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A woman rubbing some type of cream onto her cheek.
By Molly Schelper
An esthetician offers tips for enjoying the warmer weather without succumbing to the harmful effects of the sun’s rays.
A plant leaf being hit by light from the sun.
By Kacey Bradley
Here are a few self-care strategies to jump-start your health this season.
Close up image of a woman's eye.
By Mo Perry
Yes, the beta-carotene found in carrots really does support your vision.
Salmon on colorful veggies
By Experience Life Staff
Here are the foods to embrace — and avoid — if you’re trying to fend off the flu this season.
A picture of an empty door frame situated in a field of grass
By Stephanie Granada
Digging in the garden, walking by a river, and enjoying some sun during lunch do more than just lift your spirits — they’re good for your physical health, too.
Woman with hands placed at bottom of her neck.
By Kaelyn Riley
This easy self-care technique can help clear your head of congestion and sinus pressure.
Illustration of a brain.
By Michael Dregni
The benefits of physical activity are more than muscle-deep. Moving your body builds and conditions your gray matter, making you smarter, happier, and more resilient.
Assortment of foods to help anxiety
By Catherine Guthrie
Here are five dietary recommendations to manage anxiety.
Two rows of strawberries and blueberries laid out on a surface.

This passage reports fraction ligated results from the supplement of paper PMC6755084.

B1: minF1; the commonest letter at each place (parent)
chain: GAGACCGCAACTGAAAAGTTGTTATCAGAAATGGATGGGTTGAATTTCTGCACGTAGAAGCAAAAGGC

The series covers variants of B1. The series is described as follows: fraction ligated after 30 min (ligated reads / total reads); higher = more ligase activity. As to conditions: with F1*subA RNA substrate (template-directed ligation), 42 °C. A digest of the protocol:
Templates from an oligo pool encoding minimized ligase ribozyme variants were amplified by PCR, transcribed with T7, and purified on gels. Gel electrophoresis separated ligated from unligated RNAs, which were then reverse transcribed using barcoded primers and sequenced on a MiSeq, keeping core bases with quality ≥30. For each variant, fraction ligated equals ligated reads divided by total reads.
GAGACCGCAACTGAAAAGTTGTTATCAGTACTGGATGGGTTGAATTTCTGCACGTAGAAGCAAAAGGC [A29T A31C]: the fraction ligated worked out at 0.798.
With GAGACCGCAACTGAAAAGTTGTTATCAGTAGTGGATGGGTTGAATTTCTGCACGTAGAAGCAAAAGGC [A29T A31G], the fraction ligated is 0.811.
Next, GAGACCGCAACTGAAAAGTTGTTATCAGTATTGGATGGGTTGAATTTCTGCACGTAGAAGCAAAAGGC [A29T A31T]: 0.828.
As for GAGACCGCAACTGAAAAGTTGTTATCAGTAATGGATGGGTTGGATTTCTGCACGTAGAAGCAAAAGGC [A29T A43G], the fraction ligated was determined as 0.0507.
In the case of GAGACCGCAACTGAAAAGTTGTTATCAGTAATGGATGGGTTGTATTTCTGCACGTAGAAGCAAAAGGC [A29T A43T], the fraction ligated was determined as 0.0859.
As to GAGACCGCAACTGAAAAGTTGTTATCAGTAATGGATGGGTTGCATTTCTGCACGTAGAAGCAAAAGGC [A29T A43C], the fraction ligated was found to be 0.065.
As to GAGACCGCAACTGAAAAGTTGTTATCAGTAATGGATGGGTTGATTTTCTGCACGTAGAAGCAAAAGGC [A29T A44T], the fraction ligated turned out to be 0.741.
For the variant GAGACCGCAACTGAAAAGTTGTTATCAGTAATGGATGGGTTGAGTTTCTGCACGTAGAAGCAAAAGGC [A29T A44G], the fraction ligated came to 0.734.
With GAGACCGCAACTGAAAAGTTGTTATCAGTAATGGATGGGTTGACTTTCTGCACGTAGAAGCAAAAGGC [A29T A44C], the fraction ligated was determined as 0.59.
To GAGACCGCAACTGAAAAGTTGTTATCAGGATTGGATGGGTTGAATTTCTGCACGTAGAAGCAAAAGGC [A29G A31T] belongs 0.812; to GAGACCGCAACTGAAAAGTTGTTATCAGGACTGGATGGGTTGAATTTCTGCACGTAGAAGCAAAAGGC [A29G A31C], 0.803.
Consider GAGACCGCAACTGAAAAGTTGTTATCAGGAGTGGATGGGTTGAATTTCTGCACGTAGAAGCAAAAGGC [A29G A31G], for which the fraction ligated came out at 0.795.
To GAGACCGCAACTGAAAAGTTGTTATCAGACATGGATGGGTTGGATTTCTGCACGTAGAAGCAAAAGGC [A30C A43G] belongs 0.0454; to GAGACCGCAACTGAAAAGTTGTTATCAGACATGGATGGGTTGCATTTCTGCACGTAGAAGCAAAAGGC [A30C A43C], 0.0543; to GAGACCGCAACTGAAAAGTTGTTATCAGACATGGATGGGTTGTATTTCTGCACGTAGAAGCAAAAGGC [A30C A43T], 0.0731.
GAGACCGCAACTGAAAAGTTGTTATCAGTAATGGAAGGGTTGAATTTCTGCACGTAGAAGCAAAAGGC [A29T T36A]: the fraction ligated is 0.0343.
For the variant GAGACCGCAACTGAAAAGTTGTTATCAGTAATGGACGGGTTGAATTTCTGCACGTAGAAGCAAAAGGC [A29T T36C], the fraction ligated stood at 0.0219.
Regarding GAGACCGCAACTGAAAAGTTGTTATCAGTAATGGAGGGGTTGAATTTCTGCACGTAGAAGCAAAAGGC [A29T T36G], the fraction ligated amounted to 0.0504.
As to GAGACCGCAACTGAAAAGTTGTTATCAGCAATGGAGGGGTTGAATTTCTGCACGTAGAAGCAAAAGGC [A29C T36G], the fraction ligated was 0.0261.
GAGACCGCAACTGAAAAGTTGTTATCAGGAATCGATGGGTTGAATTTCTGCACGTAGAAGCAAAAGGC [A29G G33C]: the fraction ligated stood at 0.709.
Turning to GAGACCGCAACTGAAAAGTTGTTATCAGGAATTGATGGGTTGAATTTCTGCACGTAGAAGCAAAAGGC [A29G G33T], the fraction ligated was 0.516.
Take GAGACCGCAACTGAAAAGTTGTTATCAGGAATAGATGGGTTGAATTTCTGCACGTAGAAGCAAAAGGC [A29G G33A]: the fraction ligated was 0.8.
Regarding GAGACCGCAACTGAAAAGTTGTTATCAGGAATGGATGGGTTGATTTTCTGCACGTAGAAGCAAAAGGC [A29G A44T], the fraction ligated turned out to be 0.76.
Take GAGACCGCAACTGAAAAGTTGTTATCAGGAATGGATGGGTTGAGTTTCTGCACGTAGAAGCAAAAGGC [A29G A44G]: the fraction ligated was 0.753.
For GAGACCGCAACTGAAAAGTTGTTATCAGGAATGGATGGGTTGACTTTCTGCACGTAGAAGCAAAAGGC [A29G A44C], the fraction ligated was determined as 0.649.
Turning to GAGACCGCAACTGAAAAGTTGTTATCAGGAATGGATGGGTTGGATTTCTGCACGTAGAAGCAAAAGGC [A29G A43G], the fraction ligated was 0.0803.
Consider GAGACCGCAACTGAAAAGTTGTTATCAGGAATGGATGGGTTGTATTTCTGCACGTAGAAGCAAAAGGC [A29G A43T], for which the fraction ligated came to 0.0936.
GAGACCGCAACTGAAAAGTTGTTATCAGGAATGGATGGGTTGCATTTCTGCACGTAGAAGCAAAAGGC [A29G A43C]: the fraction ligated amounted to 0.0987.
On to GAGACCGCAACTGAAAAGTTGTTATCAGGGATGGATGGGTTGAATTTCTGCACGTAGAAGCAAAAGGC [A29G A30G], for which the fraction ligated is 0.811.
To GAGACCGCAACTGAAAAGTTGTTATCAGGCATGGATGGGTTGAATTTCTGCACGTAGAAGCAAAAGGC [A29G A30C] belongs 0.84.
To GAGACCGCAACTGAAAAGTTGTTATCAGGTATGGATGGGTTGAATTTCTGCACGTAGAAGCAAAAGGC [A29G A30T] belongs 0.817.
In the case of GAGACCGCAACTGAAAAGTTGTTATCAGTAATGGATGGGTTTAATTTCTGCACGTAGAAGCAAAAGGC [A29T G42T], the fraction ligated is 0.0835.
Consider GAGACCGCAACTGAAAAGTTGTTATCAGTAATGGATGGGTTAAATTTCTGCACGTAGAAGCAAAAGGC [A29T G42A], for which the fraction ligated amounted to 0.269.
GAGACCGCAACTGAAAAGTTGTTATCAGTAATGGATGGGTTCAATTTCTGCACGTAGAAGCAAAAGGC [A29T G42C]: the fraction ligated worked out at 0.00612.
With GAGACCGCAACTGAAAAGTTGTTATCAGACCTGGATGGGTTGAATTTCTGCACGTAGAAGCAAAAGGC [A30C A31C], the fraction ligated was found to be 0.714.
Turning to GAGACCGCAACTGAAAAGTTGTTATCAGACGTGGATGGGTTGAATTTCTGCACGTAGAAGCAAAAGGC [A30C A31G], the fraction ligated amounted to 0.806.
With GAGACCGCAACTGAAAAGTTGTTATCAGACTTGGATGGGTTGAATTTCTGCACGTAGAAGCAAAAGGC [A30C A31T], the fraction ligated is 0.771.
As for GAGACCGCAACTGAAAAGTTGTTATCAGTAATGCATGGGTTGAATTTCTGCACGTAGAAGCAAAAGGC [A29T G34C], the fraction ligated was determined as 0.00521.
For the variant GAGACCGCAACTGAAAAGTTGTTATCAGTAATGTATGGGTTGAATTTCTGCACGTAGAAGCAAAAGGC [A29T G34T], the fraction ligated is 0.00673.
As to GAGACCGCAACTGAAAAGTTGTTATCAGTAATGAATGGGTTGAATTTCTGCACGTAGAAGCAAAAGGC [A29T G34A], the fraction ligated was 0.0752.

By Laine Bergeson Becco
The best way to tackle acne is from the inside out.
Illustration of a leafy green, egg, slice of toast, and fish.
By Julie Kendrick
A guide to understanding omega-3 and omega-6 fatty acids and how they influence your health.
bath tub
By Kaelyn Riley
Not a fan of tub time — or just haven’t found a routine that works for you? These six tips will make you a bath believer.
A woman is lying on her back and lifting weights in the air.
By Anjula Razdan
Think you know what makes for a healthy heart? Think again. New research and progressive practitioners are looking beyond cholesterol for answers.
Illustration of child on a tablet.
By Heidi Wachter
Research shows our growing use of digital devices can affect sleep quality, obesity risk, aggressive behavior and “digital dementia”.
Woman standing outside in the sun with a visible shadow.
By Meghan Rabbitt 
A little bit of sunlight can do a lot of good for your health.
Man staring at lake
By Heather Rogers
The scientific case for doing nothing more often — and its surprising rewards.
An illustration of a home window with hills outside and a plant on the windowsill.
By Jacqueline White
How to limit your exposure to toxins in your home and better balance the basic elements of air, fire, water, and earth.
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